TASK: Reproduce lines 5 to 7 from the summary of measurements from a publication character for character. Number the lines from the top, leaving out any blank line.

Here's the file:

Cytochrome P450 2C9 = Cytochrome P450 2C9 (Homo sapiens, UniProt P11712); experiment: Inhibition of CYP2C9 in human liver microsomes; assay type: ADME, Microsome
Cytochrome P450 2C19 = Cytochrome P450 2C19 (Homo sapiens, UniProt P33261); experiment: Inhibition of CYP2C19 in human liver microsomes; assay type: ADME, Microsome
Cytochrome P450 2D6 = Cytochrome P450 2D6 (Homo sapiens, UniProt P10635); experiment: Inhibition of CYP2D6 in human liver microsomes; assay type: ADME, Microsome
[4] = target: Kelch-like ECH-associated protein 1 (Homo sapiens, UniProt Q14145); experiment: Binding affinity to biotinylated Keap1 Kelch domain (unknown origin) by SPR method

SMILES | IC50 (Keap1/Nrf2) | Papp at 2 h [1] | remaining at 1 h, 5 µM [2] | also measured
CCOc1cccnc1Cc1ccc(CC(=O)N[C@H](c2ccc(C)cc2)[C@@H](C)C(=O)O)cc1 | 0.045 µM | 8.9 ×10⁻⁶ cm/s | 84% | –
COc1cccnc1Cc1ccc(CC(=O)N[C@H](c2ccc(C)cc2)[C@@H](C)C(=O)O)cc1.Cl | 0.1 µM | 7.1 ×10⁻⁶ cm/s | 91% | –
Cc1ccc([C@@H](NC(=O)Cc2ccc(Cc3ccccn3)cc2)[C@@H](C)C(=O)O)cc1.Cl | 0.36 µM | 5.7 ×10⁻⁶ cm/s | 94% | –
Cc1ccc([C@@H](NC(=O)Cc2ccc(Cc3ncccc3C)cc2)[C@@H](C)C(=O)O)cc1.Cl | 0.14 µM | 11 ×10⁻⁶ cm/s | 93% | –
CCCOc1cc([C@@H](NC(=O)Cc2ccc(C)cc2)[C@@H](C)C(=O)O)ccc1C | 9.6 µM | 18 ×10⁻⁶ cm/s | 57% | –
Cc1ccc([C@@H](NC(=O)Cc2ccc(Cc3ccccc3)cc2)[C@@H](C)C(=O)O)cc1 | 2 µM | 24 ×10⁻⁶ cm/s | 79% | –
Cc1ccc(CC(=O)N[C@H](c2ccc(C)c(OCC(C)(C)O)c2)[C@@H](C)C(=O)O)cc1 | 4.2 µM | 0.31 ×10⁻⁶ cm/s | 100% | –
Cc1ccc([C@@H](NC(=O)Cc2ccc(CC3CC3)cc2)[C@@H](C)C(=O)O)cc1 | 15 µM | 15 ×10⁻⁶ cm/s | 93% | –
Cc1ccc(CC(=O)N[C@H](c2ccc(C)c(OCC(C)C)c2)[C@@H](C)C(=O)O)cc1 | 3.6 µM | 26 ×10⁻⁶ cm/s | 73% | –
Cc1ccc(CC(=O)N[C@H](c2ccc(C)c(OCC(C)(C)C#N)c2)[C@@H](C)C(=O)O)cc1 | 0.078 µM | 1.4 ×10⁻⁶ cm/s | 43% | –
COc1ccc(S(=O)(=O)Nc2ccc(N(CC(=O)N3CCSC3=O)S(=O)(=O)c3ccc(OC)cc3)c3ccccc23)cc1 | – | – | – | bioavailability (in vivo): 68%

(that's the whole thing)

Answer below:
SMILES | IC50 (Keap1/Nrf2) | Papp at 2 h [1] | remaining at 1 h, 5 µM [2] | also measured
CCOc1cccnc1Cc1ccc(CC(=O)N[C@H](c2ccc(C)cc2)[C@@H](C)C(=O)O)cc1 | 0.045 µM | 8.9 ×10⁻⁶ cm/s | 84% | –
COc1cccnc1Cc1ccc(CC(=O)N[C@H](c2ccc(C)cc2)[C@@H](C)C(=O)O)cc1.Cl | 0.1 µM | 7.1 ×10⁻⁶ cm/s | 91% | –